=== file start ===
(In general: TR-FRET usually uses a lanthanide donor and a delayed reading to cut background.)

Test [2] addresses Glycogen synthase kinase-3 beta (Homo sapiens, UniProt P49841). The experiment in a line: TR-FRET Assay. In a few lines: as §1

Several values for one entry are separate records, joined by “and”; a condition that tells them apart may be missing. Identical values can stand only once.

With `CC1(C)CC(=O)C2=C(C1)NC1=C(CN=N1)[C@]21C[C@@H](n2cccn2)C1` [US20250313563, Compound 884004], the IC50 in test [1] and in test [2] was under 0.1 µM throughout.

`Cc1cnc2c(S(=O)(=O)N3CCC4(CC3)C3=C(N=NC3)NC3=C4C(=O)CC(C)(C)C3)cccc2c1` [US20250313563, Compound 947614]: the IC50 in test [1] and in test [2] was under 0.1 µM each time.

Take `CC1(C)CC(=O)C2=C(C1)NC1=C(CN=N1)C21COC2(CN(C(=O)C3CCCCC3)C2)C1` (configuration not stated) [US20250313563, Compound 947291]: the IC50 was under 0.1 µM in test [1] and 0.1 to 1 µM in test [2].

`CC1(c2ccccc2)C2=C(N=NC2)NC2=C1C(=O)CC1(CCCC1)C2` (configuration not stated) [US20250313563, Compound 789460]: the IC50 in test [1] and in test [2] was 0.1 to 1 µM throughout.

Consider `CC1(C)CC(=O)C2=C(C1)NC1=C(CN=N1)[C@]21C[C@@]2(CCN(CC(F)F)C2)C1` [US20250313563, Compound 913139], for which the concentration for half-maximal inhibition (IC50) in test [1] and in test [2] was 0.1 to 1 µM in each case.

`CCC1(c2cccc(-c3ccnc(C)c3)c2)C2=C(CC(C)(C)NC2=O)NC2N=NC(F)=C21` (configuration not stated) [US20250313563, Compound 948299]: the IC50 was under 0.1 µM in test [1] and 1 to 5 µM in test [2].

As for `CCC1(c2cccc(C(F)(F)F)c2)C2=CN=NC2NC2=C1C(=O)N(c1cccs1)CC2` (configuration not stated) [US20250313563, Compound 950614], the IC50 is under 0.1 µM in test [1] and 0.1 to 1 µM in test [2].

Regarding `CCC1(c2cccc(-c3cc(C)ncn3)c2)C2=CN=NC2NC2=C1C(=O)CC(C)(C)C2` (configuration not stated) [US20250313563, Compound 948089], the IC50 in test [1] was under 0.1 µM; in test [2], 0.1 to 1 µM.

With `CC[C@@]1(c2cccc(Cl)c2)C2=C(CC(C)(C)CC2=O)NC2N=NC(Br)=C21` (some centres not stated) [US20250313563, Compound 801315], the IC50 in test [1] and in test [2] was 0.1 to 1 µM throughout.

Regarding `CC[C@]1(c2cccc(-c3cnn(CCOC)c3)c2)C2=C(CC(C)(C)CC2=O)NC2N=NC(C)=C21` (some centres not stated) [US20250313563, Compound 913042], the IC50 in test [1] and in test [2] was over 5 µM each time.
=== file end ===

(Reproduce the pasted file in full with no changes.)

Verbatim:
(In general: TR-FRET usually uses a lanthanide donor and a delayed reading to cut background.)

Test [2] addresses Glycogen synthase kinase-3 beta (Homo sapiens, UniProt P49841). The experiment in a line: TR-FRET Assay. In a few lines: as §1

Several values for one entry are separate records, joined by “and”; a condition that tells them apart may be missing. Identical values can stand only once.

With `CC1(C)CC(=O)C2=C(C1)NC1=C(CN=N1)[C@]21C[C@@H](n2cccn2)C1` [US20250313563, Compound 884004], the IC50 in test [1] and in test [2] was under 0.1 µM throughout.

`Cc1cnc2c(S(=O)(=O)N3CCC4(CC3)C3=C(N=NC3)NC3=C4C(=O)CC(C)(C)C3)cccc2c1` [US20250313563, Compound 947614]: the IC50 in test [1] and in test [2] was under 0.1 µM each time.

Take `CC1(C)CC(=O)C2=C(C1)NC1=C(CN=N1)C21COC2(CN(C(=O)C3CCCCC3)C2)C1` (configuration not stated) [US20250313563, Compound 947291]: the IC50 was under 0.1 µM in test [1] and 0.1 to 1 µM in test [2].

`CC1(c2ccccc2)C2=C(N=NC2)NC2=C1C(=O)CC1(CCCC1)C2` (configuration not stated) [US20250313563, Compound 789460]: the IC50 in test [1] and in test [2] was 0.1 to 1 µM throughout.

Consider `CC1(C)CC(=O)C2=C(C1)NC1=C(CN=N1)[C@]21C[C@@]2(CCN(CC(F)F)C2)C1` [US20250313563, Compound 913139], for which the concentration for half-maximal inhibition (IC50) in test [1] and in test [2] was 0.1 to 1 µM in each case.

`CCC1(c2cccc(-c3ccnc(C)c3)c2)C2=C(CC(C)(C)NC2=O)NC2N=NC(F)=C21` (configuration not stated) [US20250313563, Compound 948299]: the IC50 was under 0.1 µM in test [1] and 1 to 5 µM in test [2].

As for `CCC1(c2cccc(C(F)(F)F)c2)C2=CN=NC2NC2=C1C(=O)N(c1cccs1)CC2` (configuration not stated) [US20250313563, Compound 950614], the IC50 is under 0.1 µM in test [1] and 0.1 to 1 µM in test [2].

Regarding `CCC1(c2cccc(-c3cc(C)ncn3)c2)C2=CN=NC2NC2=C1C(=O)CC(C)(C)C2` (configuration not stated) [US20250313563, Compound 948089], the IC50 in test [1] was under 0.1 µM; in test [2], 0.1 to 1 µM.

With `CC[C@@]1(c2cccc(Cl)c2)C2=C(CC(C)(C)CC2=O)NC2N=NC(Br)=C21` (some centres not stated) [US20250313563, Compound 801315], the IC50 in test [1] and in test [2] was 0.1 to 1 µM throughout.

Regarding `CC[C@]1(c2cccc(-c3cnn(CCOC)c3)c2)C2=C(CC(C)(C)CC2=O)NC2N=NC(C)=C21` (some centres not stated) [US20250313563, Compound 913042], the IC50 in test [1] and in test [2] was over 5 µM each time.